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Geography: Map Work

By: Hamida Pall - Updated: 16 Jan 2013 | comments*Discuss
 
Map Work Geography Location Physical

As the opportunity for travel and our interaction with people around the world increases the ability to use maps and to develop mental images of the world is becoming more and more important for children.

Learning should never be restricted to the classroom. Parents and caregivers are a child’s first and most important teachers as they spend the most time with a child. As a parent, you can do a lot to enhance your child’s geographic knowledge. If a parent shows an interest in geography and places then their child is likely to develop a similar interest. A child who grows up around maps, atlases, globes and discussions of world events are more likely to take an interest in physical locations.

Map Reading Activities

Even young children can learn to read simple maps of their own area, their school and their community. The following are some activities that you could do with your child:
  • Locate your city or town on a map. You may even be able to find your street if the map is really detailed. Visit Google Earth and find your own street and where your relatives and friends live.
  • Hide treats in your back yard, garden or in your home. Create a treasure map and encourage your child to find the treats using the map.
  • Locate local physical features on a map e.g. your nearest lake, mountain etc. Talk about how different features affect our lives.
  • If you are taking a trip show your child a map of where you are going and look at the route you plan to take. Ask your child to suggest alternate routes. Choose the most suitable route and discuss why it is the best route.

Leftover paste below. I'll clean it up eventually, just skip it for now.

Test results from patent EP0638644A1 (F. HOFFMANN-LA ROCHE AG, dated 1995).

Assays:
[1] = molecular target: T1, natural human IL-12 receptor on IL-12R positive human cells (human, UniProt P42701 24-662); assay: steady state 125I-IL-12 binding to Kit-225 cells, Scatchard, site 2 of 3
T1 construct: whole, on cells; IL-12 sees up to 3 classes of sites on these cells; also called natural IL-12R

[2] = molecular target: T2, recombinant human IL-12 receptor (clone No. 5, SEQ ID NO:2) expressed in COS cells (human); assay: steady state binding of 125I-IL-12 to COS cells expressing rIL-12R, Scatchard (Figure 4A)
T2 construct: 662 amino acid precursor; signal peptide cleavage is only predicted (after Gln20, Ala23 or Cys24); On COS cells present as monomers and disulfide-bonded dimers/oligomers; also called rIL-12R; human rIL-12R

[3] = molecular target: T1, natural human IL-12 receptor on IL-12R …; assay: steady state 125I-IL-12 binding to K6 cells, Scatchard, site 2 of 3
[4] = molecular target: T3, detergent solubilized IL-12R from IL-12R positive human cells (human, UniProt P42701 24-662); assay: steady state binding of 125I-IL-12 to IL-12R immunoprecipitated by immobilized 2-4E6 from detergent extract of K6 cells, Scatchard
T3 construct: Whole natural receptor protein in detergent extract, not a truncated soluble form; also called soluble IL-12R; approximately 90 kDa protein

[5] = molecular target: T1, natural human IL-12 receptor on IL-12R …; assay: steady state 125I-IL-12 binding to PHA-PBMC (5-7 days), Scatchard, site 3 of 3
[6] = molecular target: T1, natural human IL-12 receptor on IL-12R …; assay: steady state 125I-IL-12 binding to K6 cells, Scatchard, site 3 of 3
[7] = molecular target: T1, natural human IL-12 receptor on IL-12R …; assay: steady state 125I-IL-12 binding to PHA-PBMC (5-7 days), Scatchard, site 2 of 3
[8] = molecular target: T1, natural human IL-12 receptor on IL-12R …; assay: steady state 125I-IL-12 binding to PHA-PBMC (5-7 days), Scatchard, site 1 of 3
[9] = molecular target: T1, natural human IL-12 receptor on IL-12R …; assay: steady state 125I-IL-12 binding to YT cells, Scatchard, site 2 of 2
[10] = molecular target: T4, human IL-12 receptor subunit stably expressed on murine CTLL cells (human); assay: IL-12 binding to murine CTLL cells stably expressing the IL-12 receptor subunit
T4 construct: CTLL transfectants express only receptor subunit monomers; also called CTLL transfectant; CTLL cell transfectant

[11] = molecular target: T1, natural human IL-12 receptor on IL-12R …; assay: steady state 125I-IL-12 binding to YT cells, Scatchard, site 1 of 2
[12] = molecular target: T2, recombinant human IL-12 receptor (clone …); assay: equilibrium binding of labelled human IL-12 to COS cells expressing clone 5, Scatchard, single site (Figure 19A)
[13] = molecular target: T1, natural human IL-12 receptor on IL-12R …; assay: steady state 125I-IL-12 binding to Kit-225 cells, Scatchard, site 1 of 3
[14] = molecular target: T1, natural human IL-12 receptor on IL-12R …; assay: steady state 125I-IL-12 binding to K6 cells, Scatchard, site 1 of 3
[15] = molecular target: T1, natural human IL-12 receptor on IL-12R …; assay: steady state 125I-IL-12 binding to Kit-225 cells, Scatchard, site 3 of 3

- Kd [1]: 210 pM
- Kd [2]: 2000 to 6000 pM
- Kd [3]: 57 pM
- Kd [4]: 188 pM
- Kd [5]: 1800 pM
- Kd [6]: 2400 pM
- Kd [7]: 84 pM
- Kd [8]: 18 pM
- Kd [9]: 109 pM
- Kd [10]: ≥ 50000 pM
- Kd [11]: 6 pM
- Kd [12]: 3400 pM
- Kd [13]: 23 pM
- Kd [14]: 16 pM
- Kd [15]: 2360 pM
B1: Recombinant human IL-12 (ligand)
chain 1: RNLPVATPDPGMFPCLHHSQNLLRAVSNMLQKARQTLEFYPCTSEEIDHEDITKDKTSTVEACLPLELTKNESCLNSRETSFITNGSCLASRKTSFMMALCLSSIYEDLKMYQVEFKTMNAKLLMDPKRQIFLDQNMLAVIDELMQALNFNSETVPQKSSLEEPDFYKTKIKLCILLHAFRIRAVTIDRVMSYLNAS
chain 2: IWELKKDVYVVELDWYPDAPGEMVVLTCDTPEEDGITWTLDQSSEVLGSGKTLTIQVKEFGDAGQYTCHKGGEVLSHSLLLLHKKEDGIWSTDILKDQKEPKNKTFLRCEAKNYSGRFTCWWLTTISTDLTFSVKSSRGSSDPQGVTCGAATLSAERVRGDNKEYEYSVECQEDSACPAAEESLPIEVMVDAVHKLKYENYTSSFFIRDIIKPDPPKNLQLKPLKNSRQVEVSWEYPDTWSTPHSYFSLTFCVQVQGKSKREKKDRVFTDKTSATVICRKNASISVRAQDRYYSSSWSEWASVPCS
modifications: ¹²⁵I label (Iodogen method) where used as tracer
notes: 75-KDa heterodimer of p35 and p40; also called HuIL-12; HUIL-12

• If your child goes to a school in their own area discuss the reasons for going to that school. Maybe it is the nearest school to your home, or the easiest to get public transport to. Help your child to locate their school on a map and look at surrounding features such as roads, parks etc.
  • A fun activity would be to get your child making his/her own maps. Create legends with symbols or little pictures. If your child is older they may be able to draw out the layout of their own street, the route to school or the route to their friends house. Younger children could create maps based on stories such as The Wizard of Oz or Winnie The Pooh.
  • Always keep a map of the UK in your house and encourage your child to locate places talked about on the news, on television programs or even to follow the travels of a favourite sports team.
If you do not have an atlas, globe or maps in your house there are many places where you can obtain free maps. Visit tourist agencies for walking tour maps or guidebooks to area attractions. You may be able to find some maps to take a look at in your local library. Local government offices often provide free maps.

Learning Geography can be fun. Playing games, looking at maps and getting involved in easy, informal activities can help lay a solid foundation in geographical experience for your child.

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